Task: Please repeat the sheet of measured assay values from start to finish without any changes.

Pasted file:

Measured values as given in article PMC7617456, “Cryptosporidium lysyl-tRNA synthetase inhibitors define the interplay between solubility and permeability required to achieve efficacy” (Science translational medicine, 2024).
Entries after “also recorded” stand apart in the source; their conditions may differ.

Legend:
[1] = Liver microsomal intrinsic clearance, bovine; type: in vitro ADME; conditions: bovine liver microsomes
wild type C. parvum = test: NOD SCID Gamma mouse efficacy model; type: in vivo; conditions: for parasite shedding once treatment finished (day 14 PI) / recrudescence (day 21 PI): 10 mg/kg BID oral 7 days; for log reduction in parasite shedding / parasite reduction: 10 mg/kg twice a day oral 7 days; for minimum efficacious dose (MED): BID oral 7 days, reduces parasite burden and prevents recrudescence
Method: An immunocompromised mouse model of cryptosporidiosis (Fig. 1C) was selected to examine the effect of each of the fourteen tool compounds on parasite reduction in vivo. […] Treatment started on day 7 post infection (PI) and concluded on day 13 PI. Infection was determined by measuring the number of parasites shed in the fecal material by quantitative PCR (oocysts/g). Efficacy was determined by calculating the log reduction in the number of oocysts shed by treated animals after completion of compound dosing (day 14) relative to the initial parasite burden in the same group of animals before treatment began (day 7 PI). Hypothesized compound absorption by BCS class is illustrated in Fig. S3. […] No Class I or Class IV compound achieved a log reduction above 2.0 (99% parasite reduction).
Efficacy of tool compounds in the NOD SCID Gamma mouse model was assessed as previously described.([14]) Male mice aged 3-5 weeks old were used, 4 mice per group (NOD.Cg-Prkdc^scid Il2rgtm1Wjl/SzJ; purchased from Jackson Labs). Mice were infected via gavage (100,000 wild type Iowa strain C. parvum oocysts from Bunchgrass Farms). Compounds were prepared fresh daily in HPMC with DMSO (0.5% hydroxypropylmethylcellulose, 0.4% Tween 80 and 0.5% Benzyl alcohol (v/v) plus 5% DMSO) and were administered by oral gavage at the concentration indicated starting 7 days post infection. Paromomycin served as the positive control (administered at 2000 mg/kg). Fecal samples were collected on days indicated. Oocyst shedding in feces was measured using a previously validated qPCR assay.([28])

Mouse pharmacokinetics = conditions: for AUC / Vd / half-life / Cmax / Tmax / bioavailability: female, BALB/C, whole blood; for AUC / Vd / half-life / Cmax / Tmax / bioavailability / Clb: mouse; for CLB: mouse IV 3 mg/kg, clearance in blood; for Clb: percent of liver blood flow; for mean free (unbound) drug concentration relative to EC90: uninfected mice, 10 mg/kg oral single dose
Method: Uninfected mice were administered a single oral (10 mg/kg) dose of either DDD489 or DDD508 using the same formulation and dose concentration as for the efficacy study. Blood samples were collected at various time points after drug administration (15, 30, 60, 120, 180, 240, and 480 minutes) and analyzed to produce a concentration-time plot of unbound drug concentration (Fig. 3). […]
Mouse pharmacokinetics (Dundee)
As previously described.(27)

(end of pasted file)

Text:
Measured values as given in article PMC7617456, “Cryptosporidium lysyl-tRNA synthetase inhibitors define the interplay between solubility and permeability required to achieve efficacy” (Science translational medicine, 2024).
Entries after “also recorded” stand apart in the source; their conditions may differ.

Legend:
[1] = Liver microsomal intrinsic clearance, bovine; type: in vitro ADME; conditions: bovine liver microsomes
wild type C. parvum = test: NOD SCID Gamma mouse efficacy model; type: in vivo; conditions: for parasite shedding once treatment finished (day 14 PI) / recrudescence (day 21 PI): 10 mg/kg BID oral 7 days; for log reduction in parasite shedding / parasite reduction: 10 mg/kg twice a day oral 7 days; for minimum efficacious dose (MED): BID oral 7 days, reduces parasite burden and prevents recrudescence
Method: An immunocompromised mouse model of cryptosporidiosis (Fig. 1C) was selected to examine the effect of each of the fourteen tool compounds on parasite reduction in vivo. […] Treatment started on day 7 post infection (PI) and concluded on day 13 PI. Infection was determined by measuring the number of parasites shed in the fecal material by quantitative PCR (oocysts/g). Efficacy was determined by calculating the log reduction in the number of oocysts shed by treated animals after completion of compound dosing (day 14) relative to the initial parasite burden in the same group of animals before treatment began (day 7 PI). Hypothesized compound absorption by BCS class is illustrated in Fig. S3. […] No Class I or Class IV compound achieved a log reduction above 2.0 (99% parasite reduction).
Efficacy of tool compounds in the NOD SCID Gamma mouse model was assessed as previously described.([14]) Male mice aged 3-5 weeks old were used, 4 mice per group (NOD.Cg-Prkdc^scid Il2rgtm1Wjl/SzJ; purchased from Jackson Labs). Mice were infected via gavage (100,000 wild type Iowa strain C. parvum oocysts from Bunchgrass Farms). Compounds were prepared fresh daily in HPMC with DMSO (0.5% hydroxypropylmethylcellulose, 0.4% Tween 80 and 0.5% Benzyl alcohol (v/v) plus 5% DMSO) and were administered by oral gavage at the concentration indicated starting 7 days post infection. Paromomycin served as the positive control (administered at 2000 mg/kg). Fecal samples were collected on days indicated. Oocyst shedding in feces was measured using a previously validated qPCR assay.([28])

Mouse pharmacokinetics = conditions: for AUC / Vd / half-life / Cmax / Tmax / bioavailability: female, BALB/C, whole blood; for AUC / Vd / half-life / Cmax / Tmax / bioavailability / Clb: mouse; for CLB: mouse IV 3 mg/kg, clearance in blood; for Clb: percent of liver blood flow; for mean free (unbound) drug concentration relative to EC90: uninfected mice, 10 mg/kg oral single dose
Method: Uninfected mice were administered a single oral (10 mg/kg) dose of either DDD489 or DDD508 using the same formulation and dose concentration as for the efficacy study. Blood samples were collected at various time points after drug administration (15, 30, 60, 120, 180, 240, and 480 minutes) and analyzed to produce a concentration-time plot of unbound drug concentration (Fig. 3). […]
Mouse pharmacokinetics (Dundee)
As previously described.(27)